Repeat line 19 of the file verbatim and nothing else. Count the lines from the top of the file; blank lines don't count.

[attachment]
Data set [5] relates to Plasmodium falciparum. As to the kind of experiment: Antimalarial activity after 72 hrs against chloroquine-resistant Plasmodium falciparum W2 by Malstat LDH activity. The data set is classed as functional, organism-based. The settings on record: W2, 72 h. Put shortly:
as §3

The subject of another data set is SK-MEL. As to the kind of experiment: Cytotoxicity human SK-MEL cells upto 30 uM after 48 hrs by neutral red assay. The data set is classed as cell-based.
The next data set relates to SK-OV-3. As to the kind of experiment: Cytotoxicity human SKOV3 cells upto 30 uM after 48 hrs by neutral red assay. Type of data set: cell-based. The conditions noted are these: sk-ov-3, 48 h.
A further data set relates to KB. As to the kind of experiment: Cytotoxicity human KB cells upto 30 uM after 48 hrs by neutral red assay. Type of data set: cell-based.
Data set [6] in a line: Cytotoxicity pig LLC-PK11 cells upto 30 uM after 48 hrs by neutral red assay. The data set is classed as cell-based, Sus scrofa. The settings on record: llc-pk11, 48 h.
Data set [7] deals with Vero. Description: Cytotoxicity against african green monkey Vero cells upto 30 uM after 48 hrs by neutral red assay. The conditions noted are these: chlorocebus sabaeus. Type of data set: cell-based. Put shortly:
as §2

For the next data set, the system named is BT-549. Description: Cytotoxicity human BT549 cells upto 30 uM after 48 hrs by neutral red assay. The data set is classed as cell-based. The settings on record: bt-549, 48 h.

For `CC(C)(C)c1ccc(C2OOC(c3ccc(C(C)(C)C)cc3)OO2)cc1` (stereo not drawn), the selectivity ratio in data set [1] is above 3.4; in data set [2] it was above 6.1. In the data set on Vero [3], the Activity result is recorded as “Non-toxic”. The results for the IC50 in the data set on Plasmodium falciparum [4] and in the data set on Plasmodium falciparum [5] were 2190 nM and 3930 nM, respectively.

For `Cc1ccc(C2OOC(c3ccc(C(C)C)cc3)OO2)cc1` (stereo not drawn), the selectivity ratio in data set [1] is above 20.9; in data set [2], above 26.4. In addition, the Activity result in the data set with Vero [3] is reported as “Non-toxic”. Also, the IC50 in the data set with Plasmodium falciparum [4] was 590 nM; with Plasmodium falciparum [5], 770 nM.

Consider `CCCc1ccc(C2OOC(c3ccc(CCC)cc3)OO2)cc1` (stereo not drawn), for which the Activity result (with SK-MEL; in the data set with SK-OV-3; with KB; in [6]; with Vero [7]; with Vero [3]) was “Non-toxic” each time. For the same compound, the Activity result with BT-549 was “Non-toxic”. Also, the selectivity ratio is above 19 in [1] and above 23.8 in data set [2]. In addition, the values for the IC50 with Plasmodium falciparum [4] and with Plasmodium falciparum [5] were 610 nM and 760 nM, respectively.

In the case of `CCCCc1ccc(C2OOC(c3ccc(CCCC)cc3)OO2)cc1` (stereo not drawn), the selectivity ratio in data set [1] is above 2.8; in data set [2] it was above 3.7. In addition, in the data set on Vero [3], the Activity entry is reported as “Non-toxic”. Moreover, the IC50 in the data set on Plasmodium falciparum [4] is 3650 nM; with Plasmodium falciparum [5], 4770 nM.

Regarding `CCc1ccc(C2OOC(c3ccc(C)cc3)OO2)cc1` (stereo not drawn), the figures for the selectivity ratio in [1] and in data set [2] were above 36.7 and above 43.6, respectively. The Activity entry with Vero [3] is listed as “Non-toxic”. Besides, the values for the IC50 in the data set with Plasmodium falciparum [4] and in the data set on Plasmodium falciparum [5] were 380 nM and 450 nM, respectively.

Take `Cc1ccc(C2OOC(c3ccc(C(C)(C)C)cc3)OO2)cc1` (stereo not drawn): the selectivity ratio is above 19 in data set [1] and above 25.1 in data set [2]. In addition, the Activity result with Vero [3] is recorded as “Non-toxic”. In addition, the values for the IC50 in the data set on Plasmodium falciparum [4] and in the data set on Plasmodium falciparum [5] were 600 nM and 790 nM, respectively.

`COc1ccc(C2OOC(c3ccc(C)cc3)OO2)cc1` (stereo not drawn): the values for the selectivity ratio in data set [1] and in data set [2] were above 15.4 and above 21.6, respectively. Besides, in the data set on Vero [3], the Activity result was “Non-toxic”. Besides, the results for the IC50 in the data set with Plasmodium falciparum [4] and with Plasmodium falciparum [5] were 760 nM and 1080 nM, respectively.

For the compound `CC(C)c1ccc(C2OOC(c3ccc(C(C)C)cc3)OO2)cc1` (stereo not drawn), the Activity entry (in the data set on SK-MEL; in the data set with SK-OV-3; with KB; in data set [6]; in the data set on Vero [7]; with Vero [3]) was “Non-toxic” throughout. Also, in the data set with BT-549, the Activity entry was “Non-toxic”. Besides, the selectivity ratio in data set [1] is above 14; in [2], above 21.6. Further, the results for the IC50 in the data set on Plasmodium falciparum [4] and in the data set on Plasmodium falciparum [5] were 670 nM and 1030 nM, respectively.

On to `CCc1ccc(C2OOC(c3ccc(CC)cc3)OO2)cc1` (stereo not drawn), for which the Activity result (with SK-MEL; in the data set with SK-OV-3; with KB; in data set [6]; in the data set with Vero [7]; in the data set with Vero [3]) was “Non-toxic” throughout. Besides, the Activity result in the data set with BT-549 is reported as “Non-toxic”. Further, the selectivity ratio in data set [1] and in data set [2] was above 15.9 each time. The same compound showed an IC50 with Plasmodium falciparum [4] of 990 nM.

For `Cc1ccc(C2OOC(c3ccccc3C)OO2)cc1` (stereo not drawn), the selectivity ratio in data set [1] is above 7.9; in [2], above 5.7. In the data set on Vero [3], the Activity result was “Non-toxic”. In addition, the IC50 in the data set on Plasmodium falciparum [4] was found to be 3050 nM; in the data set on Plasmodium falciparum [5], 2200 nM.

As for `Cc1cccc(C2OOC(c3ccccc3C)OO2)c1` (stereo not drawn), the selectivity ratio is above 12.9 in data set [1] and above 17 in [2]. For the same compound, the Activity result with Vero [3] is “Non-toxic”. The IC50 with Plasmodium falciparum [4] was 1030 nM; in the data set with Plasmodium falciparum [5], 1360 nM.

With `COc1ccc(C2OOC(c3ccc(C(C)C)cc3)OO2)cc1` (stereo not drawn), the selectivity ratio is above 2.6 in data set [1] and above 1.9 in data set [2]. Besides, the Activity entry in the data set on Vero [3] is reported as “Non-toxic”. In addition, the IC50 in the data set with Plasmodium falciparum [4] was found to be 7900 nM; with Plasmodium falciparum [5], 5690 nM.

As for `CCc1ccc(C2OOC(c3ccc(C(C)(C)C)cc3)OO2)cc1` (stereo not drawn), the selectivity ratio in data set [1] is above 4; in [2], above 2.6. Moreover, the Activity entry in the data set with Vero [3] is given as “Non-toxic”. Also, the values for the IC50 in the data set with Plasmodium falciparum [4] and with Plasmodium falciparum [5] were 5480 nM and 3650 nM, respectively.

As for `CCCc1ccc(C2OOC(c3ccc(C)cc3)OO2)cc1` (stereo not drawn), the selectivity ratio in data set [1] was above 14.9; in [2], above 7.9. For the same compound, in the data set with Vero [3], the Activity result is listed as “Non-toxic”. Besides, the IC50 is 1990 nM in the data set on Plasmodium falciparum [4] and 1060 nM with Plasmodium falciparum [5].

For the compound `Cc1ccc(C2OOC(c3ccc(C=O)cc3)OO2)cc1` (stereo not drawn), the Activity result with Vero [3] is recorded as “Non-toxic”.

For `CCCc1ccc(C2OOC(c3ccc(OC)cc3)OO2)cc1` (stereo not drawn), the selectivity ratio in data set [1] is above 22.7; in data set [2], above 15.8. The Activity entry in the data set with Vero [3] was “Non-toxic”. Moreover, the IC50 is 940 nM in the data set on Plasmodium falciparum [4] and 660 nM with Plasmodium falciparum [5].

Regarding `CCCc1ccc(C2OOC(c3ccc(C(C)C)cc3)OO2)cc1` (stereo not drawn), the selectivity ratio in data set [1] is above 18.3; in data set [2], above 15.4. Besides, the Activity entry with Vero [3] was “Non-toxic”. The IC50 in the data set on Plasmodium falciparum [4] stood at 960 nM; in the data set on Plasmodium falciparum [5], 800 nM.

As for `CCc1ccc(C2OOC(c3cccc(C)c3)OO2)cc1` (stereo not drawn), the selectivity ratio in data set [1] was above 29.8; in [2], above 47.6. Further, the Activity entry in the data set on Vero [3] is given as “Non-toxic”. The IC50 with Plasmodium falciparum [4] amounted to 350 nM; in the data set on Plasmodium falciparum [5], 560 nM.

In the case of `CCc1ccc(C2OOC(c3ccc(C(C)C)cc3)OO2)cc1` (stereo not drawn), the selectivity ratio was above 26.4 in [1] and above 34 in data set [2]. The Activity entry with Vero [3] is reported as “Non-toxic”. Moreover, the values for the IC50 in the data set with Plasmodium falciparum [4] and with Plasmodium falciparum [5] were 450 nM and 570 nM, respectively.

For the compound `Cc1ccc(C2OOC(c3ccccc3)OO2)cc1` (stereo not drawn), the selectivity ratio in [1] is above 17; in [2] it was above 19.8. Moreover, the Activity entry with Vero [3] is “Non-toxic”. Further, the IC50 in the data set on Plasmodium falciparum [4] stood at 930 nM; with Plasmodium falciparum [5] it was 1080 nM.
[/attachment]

For `Cc1ccc(C2OOC(c3ccccc3C)OO2)cc1` (stereo not drawn), the selectivity ratio in data set [1] is above 7.9; in [2], above 5.7. In the data set on Vero [3], the Activity result was “Non-toxic”. In addition, the IC50 in the data set on Plasmodium falciparum [4] was found to be 3050 nM; in the data set on Plasmodium falciparum [5], 2200 nM.